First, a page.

The Dutch Authority for the Financial Markets (Autoriteit Financiële Markten, AFM) has published the results of a study (in Dutch) on how Dutch alternative investment fund managers (AIFMs) are handling sustainability risk management. Involving 15 AIFMs, the study aimed to understand how the participating organisations have integrated sustainability into their processes. Regulation Tomorrow provided a translated summary.

The study was motivated by changes made to the UCITS directive and the AIFMD Delegated Regulation, which recently came into force. Following the updates, AIFMs are now required to integrate sustainable risks into their processes, and ensure that they have the necessary resources for the effective integration and analysis of sustainability risks. The study identified three general observations and five insights.  

General observations

• The quality and availability of data varies. This may affect the AIFMs’ ability to compare investment funds.
• AIFMs are not consistently able to differentiate between sustainability objectives and sustainability risks. This could result in failure to identify and address risks.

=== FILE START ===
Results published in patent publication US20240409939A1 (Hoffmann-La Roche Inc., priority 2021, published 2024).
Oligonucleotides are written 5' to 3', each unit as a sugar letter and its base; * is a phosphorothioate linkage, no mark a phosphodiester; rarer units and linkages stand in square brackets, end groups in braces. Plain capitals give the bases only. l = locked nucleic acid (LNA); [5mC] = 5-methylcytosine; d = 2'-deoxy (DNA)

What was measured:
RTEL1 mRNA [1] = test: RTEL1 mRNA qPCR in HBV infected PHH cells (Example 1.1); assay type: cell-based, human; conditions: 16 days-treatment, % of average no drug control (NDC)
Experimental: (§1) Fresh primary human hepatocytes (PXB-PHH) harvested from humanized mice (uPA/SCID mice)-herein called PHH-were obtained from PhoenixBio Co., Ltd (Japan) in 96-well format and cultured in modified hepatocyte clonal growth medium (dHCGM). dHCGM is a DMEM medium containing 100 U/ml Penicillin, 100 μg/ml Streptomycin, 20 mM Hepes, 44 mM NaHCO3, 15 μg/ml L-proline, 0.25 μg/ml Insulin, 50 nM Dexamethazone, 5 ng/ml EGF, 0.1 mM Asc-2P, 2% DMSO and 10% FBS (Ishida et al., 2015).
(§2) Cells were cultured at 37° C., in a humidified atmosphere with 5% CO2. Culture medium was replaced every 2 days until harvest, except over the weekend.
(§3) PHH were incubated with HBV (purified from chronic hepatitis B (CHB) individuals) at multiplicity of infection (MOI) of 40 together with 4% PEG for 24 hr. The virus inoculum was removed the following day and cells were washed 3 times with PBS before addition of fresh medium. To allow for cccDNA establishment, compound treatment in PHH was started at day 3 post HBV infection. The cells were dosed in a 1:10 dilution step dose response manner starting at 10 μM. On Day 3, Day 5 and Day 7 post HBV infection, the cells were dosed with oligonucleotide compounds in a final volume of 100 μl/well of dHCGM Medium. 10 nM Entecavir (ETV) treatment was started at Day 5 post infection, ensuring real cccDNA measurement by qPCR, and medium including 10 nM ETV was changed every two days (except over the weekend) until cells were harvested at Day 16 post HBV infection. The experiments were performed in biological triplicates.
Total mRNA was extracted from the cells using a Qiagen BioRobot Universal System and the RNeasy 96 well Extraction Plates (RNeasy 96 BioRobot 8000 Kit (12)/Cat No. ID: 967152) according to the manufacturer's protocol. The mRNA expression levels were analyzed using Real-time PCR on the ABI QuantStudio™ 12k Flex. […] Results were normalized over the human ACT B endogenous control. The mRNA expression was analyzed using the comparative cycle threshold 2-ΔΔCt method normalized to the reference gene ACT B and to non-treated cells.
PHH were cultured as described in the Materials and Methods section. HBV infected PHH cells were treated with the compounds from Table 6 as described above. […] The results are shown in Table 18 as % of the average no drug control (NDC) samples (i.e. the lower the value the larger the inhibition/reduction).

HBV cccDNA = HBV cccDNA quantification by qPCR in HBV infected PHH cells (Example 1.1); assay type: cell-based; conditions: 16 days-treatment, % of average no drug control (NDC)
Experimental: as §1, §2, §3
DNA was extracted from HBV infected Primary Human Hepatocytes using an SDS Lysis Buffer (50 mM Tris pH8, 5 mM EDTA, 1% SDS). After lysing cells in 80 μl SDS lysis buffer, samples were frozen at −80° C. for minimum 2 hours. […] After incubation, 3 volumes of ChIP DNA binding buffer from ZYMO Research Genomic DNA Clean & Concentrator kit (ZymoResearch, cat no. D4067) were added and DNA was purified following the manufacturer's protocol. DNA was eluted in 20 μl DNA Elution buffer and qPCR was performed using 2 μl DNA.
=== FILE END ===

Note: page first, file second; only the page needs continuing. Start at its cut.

• The majority of AIFMs have integrated processes to identify sustainability risks.

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• Every organisation should establish a function that is assigned responsibility for handling sustainability risks.
• The definition of sustainability risk should be standardised. Most AIFMs currently follow the definition laid out in the Sustainable Finance Disclosure Regulation (SFDR).
• Sustainability risks should be considered when determining risk appetites, and should ideally be tracked with quantitative benchmarks.
• Stress testing should be applied to better understand the implications of sustainable risks on investments.
• It is important for AIFMs to establish sustainability limits, monitor risks through those limits, and report on this periodically.